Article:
Every single hire is going to define what your startup is and where it’s going. So it’s one of the most critical decisions that you make day to day. So I think that’s somewhere that has a super steep learning curve in those first few months

Grant: Interesting. So what areas of biotech other than CRISPR based diagnostics are you most excited about?

Trevor: Yeah, there’s a lot. Some of the ones that are talked about more that I think are interesting are things like the data storage side. That’s a little bit directly related to synthetic biology because being able to read and write is greatly influenced by those tools. 

I think more generally something that’s a little bit, maybe less visible that I’ve seen a lot of and is pretty exciting is non-drug or molecular approaches to therapeutics. Whether that’s sound-based or diet based or other things, I think that there’s a lot of really interesting work going on there. And I think that it is going to require even more exquisite on some level understanding of what’s going on to really understand mechanisms and have better hypotheses about what works and doesn’t work there. But I think as we develop that really great foundational molecular understanding, it does allow a lot of opportunity to take it to the next level. 

The simple answer is I think even fields like CRISPR that obviously have been in the public eye for several years now are just at the start of the inflection points. It seems like something that has already made so much progress because it has, but I think it’s still not even at the 20th percentile of its potential in terms of where it’s headed over the next 10 years. 

Grant: So, what would you say are the most important things you’ve learned since you started the Mammoth journey?

Trevor: I think the first one would definitely be going back to managing people. You do things like collaborations in academia, and obviously you work closely with other people, but I think something that’s underappreciated is how much a startup can align people around a common goal.

And that can be a really exciting thing. I think there’s a lot of stuff to be said around having that shared vision and actually bringing something into the world as well. It’s something that I appreciate a lot. So, whereas in academia you might publish a paper and hopefully it gets cited many times and drives the field forward. That’s definitely rewarding.

But for me personally, there’s something an order of magnitude more rewarding about having a product that actually then goes and helps someone directly rather than always being a few steps away from that. And I think that that’s something pretty enriching about startups in particular that maybe I didn’t fully appreciate at the beginning.

But yeah, I think in general all the learning about working with people and recruiting people and managing people, that’s been some of the most rewarding stuff and interesting stuff that has been a part of the Mammoth journey so far. You’re exposed to a lot of different ways of thinking. And it’s also just critical to the business, so you’re kind of forced to learn a lot about it.

Grant: What advice would you have for first time CEOs? 

Trevor: The main advice I would have is to not be too wrapped up in knowing everything. And it goes back to the people as well, but like trust is the critical element. Because, in my opinion, the only way you’ll scale into a successful company or as an individual is by relying on others that you trust. Because yeah, you can read every book you want and might try and become an expert in all these different areas. But you’ll never be able to do that fast enough to cover all the things you need to learn as quickly as you need to learn them, even if you’re just a perfect genius.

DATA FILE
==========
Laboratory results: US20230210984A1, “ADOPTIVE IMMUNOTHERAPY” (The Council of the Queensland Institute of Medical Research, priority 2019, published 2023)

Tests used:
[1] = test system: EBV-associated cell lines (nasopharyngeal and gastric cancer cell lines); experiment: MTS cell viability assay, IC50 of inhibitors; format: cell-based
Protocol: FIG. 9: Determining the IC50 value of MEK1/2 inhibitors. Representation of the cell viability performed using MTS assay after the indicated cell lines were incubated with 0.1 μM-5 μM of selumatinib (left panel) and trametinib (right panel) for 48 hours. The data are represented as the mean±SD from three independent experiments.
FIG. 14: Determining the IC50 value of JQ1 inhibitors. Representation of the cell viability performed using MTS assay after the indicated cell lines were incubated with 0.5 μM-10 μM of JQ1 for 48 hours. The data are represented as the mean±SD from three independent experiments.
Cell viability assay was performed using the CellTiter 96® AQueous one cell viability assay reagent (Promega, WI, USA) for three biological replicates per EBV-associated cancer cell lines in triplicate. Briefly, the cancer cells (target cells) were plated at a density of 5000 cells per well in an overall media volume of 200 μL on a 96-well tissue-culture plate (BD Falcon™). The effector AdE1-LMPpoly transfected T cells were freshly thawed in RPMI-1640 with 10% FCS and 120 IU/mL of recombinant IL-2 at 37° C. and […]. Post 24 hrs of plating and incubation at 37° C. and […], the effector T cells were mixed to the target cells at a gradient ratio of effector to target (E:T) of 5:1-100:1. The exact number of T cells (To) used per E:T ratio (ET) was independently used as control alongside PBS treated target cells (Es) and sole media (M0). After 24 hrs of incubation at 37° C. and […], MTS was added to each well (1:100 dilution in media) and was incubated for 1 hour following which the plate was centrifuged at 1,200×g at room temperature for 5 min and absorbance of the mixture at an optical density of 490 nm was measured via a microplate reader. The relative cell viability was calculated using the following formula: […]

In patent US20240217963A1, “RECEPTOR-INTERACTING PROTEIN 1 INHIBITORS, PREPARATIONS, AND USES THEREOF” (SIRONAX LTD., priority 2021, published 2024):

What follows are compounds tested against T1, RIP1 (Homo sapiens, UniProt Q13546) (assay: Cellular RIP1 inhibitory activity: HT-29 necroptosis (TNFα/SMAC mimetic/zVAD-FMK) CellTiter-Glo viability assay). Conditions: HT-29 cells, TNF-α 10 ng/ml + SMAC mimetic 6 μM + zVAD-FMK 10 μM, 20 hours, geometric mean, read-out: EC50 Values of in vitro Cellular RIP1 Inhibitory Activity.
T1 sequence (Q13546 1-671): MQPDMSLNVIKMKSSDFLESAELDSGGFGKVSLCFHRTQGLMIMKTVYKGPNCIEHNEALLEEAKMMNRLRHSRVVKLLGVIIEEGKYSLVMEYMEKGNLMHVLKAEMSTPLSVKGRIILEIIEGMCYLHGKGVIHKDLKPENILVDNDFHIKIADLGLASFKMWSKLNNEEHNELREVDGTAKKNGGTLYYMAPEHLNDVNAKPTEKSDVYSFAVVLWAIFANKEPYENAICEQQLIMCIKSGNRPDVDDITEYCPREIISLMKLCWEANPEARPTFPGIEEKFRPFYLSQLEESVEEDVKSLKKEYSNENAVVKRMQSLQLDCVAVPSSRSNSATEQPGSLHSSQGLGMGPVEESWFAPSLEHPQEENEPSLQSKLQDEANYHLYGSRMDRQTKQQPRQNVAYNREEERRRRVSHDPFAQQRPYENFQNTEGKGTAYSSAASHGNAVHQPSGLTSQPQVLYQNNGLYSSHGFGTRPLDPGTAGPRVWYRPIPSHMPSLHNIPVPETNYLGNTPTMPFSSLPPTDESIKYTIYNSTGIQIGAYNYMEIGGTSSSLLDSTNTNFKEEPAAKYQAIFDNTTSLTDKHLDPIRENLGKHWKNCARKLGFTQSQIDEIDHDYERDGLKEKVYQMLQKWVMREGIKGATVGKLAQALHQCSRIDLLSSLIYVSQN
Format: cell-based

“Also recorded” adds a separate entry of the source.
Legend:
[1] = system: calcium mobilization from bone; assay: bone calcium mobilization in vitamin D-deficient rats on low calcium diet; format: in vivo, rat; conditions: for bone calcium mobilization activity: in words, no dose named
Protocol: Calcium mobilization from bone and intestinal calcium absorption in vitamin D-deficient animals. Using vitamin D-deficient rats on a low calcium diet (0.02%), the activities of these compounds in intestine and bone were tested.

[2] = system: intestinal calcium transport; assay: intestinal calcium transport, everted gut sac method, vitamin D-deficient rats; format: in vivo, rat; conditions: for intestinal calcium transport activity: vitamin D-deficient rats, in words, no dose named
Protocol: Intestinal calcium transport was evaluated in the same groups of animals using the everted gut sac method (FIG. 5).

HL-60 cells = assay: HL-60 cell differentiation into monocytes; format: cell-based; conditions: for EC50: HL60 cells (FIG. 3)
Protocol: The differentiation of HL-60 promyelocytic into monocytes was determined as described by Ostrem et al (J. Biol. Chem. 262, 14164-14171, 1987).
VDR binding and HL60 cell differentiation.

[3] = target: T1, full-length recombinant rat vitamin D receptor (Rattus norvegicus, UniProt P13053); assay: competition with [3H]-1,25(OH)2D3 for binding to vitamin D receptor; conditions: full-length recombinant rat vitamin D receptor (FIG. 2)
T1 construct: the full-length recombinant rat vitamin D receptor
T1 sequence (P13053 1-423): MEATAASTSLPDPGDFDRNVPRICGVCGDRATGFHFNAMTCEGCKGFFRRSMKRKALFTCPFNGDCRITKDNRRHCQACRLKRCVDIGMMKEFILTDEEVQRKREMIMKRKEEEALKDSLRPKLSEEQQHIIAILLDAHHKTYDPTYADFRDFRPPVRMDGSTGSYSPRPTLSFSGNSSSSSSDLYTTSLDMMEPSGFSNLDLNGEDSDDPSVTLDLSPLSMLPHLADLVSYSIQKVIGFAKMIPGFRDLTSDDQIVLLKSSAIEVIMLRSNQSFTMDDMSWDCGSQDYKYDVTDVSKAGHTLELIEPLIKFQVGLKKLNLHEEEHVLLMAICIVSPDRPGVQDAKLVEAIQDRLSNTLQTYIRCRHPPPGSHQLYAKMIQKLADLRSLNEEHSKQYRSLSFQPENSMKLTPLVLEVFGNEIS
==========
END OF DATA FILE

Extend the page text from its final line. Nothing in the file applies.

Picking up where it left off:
So the only way to scale yourself is to scale yourself with additional hires and people and the team. And the only way you’ll leverage them effectively so that they can actually help you scale is if you hire people that you trust and really empower them to do the things that you hired them to do, right? 

And worse is to hire someone that’s really awesome and then make all the decisions for them anyway. So I think that would be the number one piece of advice, because it can be a little bit counterintuitive because on the other hand, you also don’t want to seem like you know nothing and you want to convey some aura of authority. More fundamentally, a lot of that trust from the team in the other direction comes from the trust towards them. And I think that’s something that can get lost, especially for early stage founders. And that’s one of the most important transitions that happens as the team grows. 

Grant: What is something on which you disagree with most of your peers, and why are you right? 

Trevor: Yeah, that’s a classic Peter Thiel interview question. One thing that I’m a big believer in  right now is definitely a more controversial topic in the Bay area: whether Silicon Valley will remain the place that the next generation of startups are going to be born in and grow, or if now maybe accelerated by COVID-19 everything’s going to be decentralized and sort of all becomes more of a mindset than necessarily a place. In biology, it’s kind of funny because in many ways you can replace Silicon Valley with Boston actually for that comparison. But I think there’s some trivial reasons why that’s not true for biology, just in terms of like you need lab space and people to come into the lab.